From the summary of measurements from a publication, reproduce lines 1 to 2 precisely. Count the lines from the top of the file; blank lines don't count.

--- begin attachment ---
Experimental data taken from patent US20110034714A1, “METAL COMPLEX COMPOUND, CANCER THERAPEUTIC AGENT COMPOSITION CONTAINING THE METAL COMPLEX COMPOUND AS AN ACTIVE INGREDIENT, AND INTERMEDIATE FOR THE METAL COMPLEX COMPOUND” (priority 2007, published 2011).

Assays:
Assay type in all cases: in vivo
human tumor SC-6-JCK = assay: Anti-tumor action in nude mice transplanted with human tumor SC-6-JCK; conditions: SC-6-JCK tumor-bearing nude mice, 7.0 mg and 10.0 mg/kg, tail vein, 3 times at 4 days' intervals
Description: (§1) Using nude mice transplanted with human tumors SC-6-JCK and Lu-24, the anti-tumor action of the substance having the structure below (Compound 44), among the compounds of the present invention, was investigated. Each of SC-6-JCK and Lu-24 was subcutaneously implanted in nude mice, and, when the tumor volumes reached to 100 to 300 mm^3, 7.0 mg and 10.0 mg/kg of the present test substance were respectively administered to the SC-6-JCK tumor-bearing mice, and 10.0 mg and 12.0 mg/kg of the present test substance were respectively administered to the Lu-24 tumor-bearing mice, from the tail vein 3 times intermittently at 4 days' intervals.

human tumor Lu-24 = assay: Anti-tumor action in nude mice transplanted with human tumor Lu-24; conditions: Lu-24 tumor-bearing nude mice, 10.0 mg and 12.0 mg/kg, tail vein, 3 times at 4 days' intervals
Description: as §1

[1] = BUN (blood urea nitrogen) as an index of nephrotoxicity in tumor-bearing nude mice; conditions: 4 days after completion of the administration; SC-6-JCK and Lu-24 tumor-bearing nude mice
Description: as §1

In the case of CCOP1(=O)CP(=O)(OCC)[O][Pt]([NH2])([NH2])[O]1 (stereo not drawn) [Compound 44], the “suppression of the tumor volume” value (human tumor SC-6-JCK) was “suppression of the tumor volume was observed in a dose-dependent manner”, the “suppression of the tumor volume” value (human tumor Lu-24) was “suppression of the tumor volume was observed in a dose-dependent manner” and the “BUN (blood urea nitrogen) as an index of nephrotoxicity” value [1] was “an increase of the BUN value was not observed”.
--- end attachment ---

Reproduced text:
Experimental data taken from patent US20110034714A1, “METAL COMPLEX COMPOUND, CANCER THERAPEUTIC AGENT COMPOSITION CONTAINING THE METAL COMPLEX COMPOUND AS AN ACTIVE INGREDIENT, AND INTERMEDIATE FOR THE METAL COMPLEX COMPOUND” (priority 2007, published 2011).

Assays: